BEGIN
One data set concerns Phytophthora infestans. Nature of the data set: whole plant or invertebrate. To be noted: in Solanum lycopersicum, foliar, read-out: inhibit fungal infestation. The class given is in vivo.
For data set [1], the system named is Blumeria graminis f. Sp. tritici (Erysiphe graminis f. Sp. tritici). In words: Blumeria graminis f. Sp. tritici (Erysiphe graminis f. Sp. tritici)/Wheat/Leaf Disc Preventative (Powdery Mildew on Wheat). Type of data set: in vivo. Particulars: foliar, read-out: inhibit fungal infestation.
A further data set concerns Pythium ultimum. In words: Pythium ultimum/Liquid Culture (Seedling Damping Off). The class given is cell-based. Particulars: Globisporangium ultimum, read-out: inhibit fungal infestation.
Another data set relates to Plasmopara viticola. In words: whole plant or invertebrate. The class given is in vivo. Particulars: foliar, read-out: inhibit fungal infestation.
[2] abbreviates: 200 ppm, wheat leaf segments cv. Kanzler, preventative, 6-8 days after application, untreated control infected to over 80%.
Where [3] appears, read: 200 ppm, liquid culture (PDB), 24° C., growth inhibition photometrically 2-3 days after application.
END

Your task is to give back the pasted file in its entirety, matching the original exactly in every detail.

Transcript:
One data set concerns Phytophthora infestans. Nature of the data set: whole plant or invertebrate. To be noted: in Solanum lycopersicum, foliar, read-out: inhibit fungal infestation. The class given is in vivo.
For data set [1], the system named is Blumeria graminis f. Sp. tritici (Erysiphe graminis f. Sp. tritici). In words: Blumeria graminis f. Sp. tritici (Erysiphe graminis f. Sp. tritici)/Wheat/Leaf Disc Preventative (Powdery Mildew on Wheat). Type of data set: in vivo. Particulars: foliar, read-out: inhibit fungal infestation.
A further data set concerns Pythium ultimum. In words: Pythium ultimum/Liquid Culture (Seedling Damping Off). The class given is cell-based. Particulars: Globisporangium ultimum, read-out: inhibit fungal infestation.
Another data set relates to Plasmopara viticola. In words: whole plant or invertebrate. The class given is in vivo. Particulars: foliar, read-out: inhibit fungal infestation.
[2] abbreviates: 200 ppm, wheat leaf segments cv. Kanzler, preventative, 6-8 days after application, untreated control infected to over 80%.
Where [3] appears, read: 200 ppm, liquid culture (PDB), 24° C., growth inhibition photometrically 2-3 days after application.